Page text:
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by Carole Carson, AARP, January 14, 2010|Comments: 0
In the future, our wealth may depend upon our health. That's because one of the unfortunate by-products of being overweight and out of shape is the risk of increased medical expenses. According to the Centers for Disease Control and Prevention, some of the most common medical problems (heart disease, diabetes, stroke, and some forms of cancer) are linked with excess weight and lack of fitness.
As the numbers on the scale climb, so do the numbers of medically uninsured people. Today, experts estimate that more than 43 million Americans under age 65 lack medical insurance. Moreover, a disproportionate number of the uninsured are young adults (ages 19 to 29). While young adults make up 17 percent of the under-65 population, they represent 30 percent of that group’s uninsured.
According to Commonwealth Fund data through 2007, more than 13 million people age 19 to 29 had no health insurance. Uninsured young adults are living without medical care, including doctor visits, prescriptions, and necessary treatments. When young adults have to choose between paying the rent and buying food or receiving medical care, they often bypass medical care.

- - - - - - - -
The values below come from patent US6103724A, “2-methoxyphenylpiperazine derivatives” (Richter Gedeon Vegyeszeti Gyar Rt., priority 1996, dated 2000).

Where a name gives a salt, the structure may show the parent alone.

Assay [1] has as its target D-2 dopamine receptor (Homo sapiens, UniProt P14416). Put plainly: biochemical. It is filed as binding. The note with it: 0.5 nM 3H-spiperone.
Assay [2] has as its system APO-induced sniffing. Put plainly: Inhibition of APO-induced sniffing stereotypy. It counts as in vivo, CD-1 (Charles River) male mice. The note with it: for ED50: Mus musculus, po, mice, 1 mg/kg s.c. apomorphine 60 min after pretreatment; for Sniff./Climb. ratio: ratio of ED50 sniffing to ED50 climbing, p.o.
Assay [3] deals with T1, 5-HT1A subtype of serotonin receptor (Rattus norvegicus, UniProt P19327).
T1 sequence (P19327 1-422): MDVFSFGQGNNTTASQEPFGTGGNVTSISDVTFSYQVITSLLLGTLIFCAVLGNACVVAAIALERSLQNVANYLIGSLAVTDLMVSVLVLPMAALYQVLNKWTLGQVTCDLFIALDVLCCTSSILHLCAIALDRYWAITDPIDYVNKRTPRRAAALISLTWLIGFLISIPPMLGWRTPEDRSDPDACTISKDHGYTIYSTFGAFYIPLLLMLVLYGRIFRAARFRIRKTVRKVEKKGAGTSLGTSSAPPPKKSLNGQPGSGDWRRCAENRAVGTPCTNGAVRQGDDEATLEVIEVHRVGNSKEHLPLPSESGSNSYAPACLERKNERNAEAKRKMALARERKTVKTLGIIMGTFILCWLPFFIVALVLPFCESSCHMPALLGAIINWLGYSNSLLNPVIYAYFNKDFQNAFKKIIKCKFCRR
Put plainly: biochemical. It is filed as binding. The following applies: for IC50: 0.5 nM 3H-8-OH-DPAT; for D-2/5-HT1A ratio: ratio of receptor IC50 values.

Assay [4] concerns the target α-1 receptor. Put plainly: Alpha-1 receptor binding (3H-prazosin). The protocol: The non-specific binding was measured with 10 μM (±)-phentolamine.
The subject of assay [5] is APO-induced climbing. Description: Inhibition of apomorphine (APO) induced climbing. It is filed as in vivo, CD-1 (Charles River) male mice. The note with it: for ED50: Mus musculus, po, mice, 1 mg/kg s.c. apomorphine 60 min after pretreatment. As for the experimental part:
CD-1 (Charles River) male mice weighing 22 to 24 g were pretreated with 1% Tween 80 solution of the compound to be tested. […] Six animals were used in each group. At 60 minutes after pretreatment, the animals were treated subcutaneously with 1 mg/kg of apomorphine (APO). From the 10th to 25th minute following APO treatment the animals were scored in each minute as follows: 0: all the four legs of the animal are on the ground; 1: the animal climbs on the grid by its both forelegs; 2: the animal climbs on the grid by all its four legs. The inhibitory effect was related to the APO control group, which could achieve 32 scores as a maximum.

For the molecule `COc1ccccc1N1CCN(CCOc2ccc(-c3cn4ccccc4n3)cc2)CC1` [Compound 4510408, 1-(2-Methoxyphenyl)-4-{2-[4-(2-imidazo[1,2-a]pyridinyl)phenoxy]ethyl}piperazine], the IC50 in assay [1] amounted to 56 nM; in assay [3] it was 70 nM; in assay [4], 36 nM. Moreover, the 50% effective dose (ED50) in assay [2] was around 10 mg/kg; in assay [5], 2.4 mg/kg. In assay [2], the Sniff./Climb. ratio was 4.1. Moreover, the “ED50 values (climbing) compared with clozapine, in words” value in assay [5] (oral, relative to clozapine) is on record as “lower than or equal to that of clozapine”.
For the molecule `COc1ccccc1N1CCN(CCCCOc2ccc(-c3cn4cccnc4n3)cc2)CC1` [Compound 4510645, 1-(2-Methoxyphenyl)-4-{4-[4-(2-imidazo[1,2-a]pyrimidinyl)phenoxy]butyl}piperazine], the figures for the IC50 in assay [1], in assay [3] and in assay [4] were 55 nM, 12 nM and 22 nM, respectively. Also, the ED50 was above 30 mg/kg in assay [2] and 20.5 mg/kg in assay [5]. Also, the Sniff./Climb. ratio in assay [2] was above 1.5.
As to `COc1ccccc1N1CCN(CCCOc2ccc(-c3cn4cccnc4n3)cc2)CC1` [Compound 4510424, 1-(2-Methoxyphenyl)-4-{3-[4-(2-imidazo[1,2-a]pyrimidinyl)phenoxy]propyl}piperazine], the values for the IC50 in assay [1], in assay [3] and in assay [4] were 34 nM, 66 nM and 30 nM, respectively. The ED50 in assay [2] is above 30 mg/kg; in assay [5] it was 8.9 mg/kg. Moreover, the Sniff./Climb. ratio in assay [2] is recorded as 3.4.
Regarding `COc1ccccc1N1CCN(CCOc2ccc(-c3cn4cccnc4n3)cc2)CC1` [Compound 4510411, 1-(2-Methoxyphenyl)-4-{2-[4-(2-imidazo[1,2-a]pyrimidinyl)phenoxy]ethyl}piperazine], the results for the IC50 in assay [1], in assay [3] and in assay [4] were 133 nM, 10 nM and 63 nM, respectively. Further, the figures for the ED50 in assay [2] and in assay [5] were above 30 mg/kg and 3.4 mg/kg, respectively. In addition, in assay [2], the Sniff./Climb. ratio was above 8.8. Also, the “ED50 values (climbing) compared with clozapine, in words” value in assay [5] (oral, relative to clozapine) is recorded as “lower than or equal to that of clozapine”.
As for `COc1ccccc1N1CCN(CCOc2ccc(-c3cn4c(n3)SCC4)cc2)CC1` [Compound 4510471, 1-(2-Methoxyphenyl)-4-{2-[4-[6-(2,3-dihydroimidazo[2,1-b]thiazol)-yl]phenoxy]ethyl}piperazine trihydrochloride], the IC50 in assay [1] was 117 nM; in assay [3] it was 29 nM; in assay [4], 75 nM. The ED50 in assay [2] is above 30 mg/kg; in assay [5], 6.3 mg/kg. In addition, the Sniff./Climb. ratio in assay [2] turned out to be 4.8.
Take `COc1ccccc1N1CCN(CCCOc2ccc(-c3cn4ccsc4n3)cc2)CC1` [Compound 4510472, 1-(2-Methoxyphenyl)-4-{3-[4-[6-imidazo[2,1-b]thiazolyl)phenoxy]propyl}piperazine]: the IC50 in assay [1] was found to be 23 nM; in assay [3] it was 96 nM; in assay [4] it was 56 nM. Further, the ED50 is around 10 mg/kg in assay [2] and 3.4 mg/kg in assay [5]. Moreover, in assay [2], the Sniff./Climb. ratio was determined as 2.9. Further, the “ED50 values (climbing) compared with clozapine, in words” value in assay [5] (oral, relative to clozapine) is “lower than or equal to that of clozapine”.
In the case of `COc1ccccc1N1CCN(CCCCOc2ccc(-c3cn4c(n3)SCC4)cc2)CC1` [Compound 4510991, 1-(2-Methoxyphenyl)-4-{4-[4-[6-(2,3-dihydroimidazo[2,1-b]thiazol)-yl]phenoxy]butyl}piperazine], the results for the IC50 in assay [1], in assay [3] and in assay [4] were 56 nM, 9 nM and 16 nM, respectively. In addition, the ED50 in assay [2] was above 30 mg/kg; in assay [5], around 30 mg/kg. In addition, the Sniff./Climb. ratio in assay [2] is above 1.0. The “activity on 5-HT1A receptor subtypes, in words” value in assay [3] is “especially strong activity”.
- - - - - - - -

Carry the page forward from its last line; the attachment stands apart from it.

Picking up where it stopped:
While older Americans have their advocacy groups and other nonprofits are sensitive to children’s needs, young adults have few advocates in the health care system or in the government. Moreover, we can’t assume that youth protects these young adults from requiring medical care. Indeed, their medical needs are not inconsequential. Obesity, which has medical consequences, increased by 70 percent in this age group in the 1990s alone. Plus, there are 3.5 million pregnancies in this age group each year.
Since I lost weight and changed my lifestyle, I’ve encouraged everyone who is independent and of age to adopt healthy habits. Sometimes I appeal to vanity: I ask people to reflect on how much better they will feel and look if they lose weight and exercise regularly.
Increasingly, though, the economics of health care makes the most compelling argument: We can’t afford the option of getting ill. Getting and staying fit can safeguard your health. In the face of that difficult reality, to enhance your wealth, preserve your health.
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